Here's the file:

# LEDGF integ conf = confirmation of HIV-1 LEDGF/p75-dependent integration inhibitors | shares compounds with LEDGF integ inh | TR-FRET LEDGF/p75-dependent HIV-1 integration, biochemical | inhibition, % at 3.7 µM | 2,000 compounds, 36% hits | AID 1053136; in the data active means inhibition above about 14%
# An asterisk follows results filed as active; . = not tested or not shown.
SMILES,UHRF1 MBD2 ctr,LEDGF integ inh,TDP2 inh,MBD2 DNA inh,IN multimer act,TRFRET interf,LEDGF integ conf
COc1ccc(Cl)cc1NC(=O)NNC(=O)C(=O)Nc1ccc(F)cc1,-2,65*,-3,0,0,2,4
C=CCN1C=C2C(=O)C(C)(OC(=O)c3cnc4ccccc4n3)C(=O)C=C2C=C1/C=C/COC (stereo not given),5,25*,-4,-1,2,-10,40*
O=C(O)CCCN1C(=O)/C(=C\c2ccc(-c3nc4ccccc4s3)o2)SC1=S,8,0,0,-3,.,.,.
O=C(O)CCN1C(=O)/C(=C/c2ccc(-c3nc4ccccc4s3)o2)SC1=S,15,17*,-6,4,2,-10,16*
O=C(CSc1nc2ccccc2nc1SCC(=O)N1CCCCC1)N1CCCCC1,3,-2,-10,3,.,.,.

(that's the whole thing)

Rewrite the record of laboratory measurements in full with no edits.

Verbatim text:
# LEDGF integ conf = confirmation of HIV-1 LEDGF/p75-dependent integration inhibitors | shares compounds with LEDGF integ inh | TR-FRET LEDGF/p75-dependent HIV-1 integration, biochemical | inhibition, % at 3.7 µM | 2,000 compounds, 36% hits | AID 1053136; in the data active means inhibition above about 14%
# An asterisk follows results filed as active; . = not tested or not shown.
SMILES,UHRF1 MBD2 ctr,LEDGF integ inh,TDP2 inh,MBD2 DNA inh,IN multimer act,TRFRET interf,LEDGF integ conf
COc1ccc(Cl)cc1NC(=O)NNC(=O)C(=O)Nc1ccc(F)cc1,-2,65*,-3,0,0,2,4
C=CCN1C=C2C(=O)C(C)(OC(=O)c3cnc4ccccc4n3)C(=O)C=C2C=C1/C=C/COC (stereo not given),5,25*,-4,-1,2,-10,40*
O=C(O)CCCN1C(=O)/C(=C\c2ccc(-c3nc4ccccc4s3)o2)SC1=S,8,0,0,-3,.,.,.
O=C(O)CCN1C(=O)/C(=C/c2ccc(-c3nc4ccccc4s3)o2)SC1=S,15,17*,-6,4,2,-10,16*
O=C(CSc1nc2ccccc2nc1SCC(=O)N1CCCCC1)N1CCCCC1,3,-2,-10,3,.,.,.